Hedges: will lawn grow under cedar trees?

Discussion in 'Gymnosperms (incl. Conifers)' started by christieb, May 6, 2007.

  1. christieb

    christieb Member

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    Hi
    We have 3 cedars approx. 40 feet tall grouped very closely together in the backyard. We neglected to clean up the brown dead cedar bits and little cones one year and it killed the lawn and it has never grown back. There are also large roots poking through the ground now. If we cut the branches up to let more light in and put down several inches of dirt and new turf will the lawn recover and thrive?...and of course we will be more proactive about raking the lawn in the future.

    Thanks Christie
     
  2. Michael F

    Michael F Paragon of Plants Forums Moderator 10 Years

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    Not easily. Better not to expect grass to grow there.
     
  3. jimweed

    jimweed Active Member 10 Years

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    These trees will create a fairly acidic environment underneath them. If you create light, add soil, turf the area and lime it 3-4 times a year you may get your grass to grow, likely a bit thinner then the rest of your lawns. Every situation is a bit different, can't hurt to try if this is what you want.
     
  4. christieb

    christieb Member

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    Thanks for the reply. We'll follow your advice and see how it goes.
    Christie
     
  5. Ron B

    Ron B Paragon of Plants 10 Years

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    Test soil before liming.
     
  6. christieb

    christieb Member

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    Ron
    Can you explain that to me...I know nothing.
     
  7. Michael F

    Michael F Paragon of Plants Forums Moderator 10 Years

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    He means get someone to do a soil test, to see if liming is a good idea, or not. It was in response to Jimweed's suggestion of adding lime.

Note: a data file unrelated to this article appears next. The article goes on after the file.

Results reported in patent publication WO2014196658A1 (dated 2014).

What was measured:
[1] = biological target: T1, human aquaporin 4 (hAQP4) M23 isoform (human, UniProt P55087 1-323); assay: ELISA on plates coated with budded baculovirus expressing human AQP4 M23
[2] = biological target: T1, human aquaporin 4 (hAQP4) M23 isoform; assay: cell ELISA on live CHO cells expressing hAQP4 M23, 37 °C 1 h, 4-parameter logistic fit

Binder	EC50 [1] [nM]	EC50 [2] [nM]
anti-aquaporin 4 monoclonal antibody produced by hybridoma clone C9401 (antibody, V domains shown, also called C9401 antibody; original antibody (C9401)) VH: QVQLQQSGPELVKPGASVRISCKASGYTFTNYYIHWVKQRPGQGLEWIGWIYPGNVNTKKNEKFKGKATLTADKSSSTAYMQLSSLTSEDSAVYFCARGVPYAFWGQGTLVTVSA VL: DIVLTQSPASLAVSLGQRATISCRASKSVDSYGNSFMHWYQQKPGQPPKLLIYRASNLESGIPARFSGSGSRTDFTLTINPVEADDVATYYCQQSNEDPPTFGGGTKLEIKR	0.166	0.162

8. jimweed

    jimweed Active Member 10 Years

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    West Coast, rain forest climate, long wet fall, long wet winter, long wet spring, underneath Cedar trees, I would assume your wasting your time and money wondering if it is acidic. Lime will help in aiding a neutral Ph regardless of what it currently is, which is optimum growing conditions for turf.

    Liming lawns is always a good thing here in our climate. At $4. per 1000sq' get a few extra bags.

    Besides Ph tests in outdoor landscapes are usually all over the place, so often you get readings from 6-8, from one side of a tree to the other, depending on low shady, damp areas to higher dry sunny sides of the tree. Liming lawns and over spreading onto parts of the beds under trees, theres so much room for in accurate Ph reading in the outdoor landscapes, I gave up on that years ago. Save the Ph testing for container grown plants and greenhouses. Now thats just my opinion, Jim.
     
  9. christieb

    christieb Member

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    thank you everyone. We're going to give it a try and see if we can get it to grow.
     

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